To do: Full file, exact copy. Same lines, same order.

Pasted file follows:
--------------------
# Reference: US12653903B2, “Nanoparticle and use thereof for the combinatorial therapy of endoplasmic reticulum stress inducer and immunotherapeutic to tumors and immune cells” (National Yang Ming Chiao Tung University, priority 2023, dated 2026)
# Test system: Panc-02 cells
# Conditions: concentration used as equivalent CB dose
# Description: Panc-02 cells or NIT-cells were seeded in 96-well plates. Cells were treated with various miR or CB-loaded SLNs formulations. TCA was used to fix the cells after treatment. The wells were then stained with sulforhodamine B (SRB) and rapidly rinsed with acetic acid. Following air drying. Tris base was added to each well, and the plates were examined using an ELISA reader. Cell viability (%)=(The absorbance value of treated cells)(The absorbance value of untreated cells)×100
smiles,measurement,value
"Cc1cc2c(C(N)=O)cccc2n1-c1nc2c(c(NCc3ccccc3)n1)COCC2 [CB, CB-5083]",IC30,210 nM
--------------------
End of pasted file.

# Reference: US12653903B2, “Nanoparticle and use thereof for the combinatorial therapy of endoplasmic reticulum stress inducer and immunotherapeutic to tumors and immune cells” (National Yang Ming Chiao Tung University, priority 2023, dated 2026)
# Test system: Panc-02 cells
# Conditions: concentration used as equivalent CB dose
# Description: Panc-02 cells or NIT-cells were seeded in 96-well plates. Cells were treated with various miR or CB-loaded SLNs formulations. TCA was used to fix the cells after treatment. The wells were then stained with sulforhodamine B (SRB) and rapidly rinsed with acetic acid. Following air drying. Tris base was added to each well, and the plates were examined using an ELISA reader. Cell viability (%)=(The absorbance value of treated cells)(The absorbance value of untreated cells)×100
smiles,measurement,value
"Cc1cc2c(C(N)=O)cccc2n1-c1nc2c(c(NCc3ccccc3)n1)COCC2 [CB, CB-5083]",IC30,210 nM